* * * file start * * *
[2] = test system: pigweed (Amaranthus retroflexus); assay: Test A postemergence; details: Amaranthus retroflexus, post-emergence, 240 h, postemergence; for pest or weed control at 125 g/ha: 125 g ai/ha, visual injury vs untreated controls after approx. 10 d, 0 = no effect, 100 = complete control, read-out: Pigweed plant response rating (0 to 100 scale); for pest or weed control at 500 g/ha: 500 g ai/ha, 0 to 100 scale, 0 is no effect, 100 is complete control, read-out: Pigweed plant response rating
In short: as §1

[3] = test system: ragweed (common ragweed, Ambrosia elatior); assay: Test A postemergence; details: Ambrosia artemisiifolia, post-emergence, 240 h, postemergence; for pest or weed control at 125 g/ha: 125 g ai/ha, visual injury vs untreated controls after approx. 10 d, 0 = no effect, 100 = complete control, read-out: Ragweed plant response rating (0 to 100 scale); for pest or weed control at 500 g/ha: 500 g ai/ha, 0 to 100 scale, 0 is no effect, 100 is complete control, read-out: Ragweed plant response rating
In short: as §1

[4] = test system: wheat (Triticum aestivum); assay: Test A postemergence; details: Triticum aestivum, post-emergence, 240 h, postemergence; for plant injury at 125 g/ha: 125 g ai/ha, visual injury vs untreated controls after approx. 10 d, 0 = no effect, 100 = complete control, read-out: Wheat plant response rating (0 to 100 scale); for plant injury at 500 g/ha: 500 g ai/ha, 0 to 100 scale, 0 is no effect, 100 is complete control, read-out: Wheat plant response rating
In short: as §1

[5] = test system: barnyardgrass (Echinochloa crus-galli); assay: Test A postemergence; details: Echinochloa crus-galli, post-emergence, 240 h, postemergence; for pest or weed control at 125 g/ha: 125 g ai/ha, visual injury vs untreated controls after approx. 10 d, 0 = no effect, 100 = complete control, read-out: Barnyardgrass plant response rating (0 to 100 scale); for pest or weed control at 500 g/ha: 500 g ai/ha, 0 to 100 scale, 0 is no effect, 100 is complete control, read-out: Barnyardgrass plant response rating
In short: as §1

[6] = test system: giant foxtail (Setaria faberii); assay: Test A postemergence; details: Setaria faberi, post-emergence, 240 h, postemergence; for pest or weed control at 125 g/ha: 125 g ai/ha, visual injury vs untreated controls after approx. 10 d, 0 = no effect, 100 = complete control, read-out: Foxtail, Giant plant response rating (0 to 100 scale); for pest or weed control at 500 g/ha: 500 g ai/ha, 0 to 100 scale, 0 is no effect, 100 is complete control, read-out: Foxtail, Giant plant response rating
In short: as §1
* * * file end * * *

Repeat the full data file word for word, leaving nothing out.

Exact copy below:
[2] = test system: pigweed (Amaranthus retroflexus); assay: Test A postemergence; details: Amaranthus retroflexus, post-emergence, 240 h, postemergence; for pest or weed control at 125 g/ha: 125 g ai/ha, visual injury vs untreated controls after approx. 10 d, 0 = no effect, 100 = complete control, read-out: Pigweed plant response rating (0 to 100 scale); for pest or weed control at 500 g/ha: 500 g ai/ha, 0 to 100 scale, 0 is no effect, 100 is complete control, read-out: Pigweed plant response rating
In short: as §1

[3] = test system: ragweed (common ragweed, Ambrosia elatior); assay: Test A postemergence; details: Ambrosia artemisiifolia, post-emergence, 240 h, postemergence; for pest or weed control at 125 g/ha: 125 g ai/ha, visual injury vs untreated controls after approx. 10 d, 0 = no effect, 100 = complete control, read-out: Ragweed plant response rating (0 to 100 scale); for pest or weed control at 500 g/ha: 500 g ai/ha, 0 to 100 scale, 0 is no effect, 100 is complete control, read-out: Ragweed plant response rating
In short: as §1

[4] = test system: wheat (Triticum aestivum); assay: Test A postemergence; details: Triticum aestivum, post-emergence, 240 h, postemergence; for plant injury at 125 g/ha: 125 g ai/ha, visual injury vs untreated controls after approx. 10 d, 0 = no effect, 100 = complete control, read-out: Wheat plant response rating (0 to 100 scale); for plant injury at 500 g/ha: 500 g ai/ha, 0 to 100 scale, 0 is no effect, 100 is complete control, read-out: Wheat plant response rating
In short: as §1

[5] = test system: barnyardgrass (Echinochloa crus-galli); assay: Test A postemergence; details: Echinochloa crus-galli, post-emergence, 240 h, postemergence; for pest or weed control at 125 g/ha: 125 g ai/ha, visual injury vs untreated controls after approx. 10 d, 0 = no effect, 100 = complete control, read-out: Barnyardgrass plant response rating (0 to 100 scale); for pest or weed control at 500 g/ha: 500 g ai/ha, 0 to 100 scale, 0 is no effect, 100 is complete control, read-out: Barnyardgrass plant response rating
In short: as §1

[6] = test system: giant foxtail (Setaria faberii); assay: Test A postemergence; details: Setaria faberi, post-emergence, 240 h, postemergence; for pest or weed control at 125 g/ha: 125 g ai/ha, visual injury vs untreated controls after approx. 10 d, 0 = no effect, 100 = complete control, read-out: Foxtail, Giant plant response rating (0 to 100 scale); for pest or weed control at 500 g/ha: 500 g ai/ha, 0 to 100 scale, 0 is no effect, 100 is complete control, read-out: Foxtail, Giant plant response rating
In short: as §1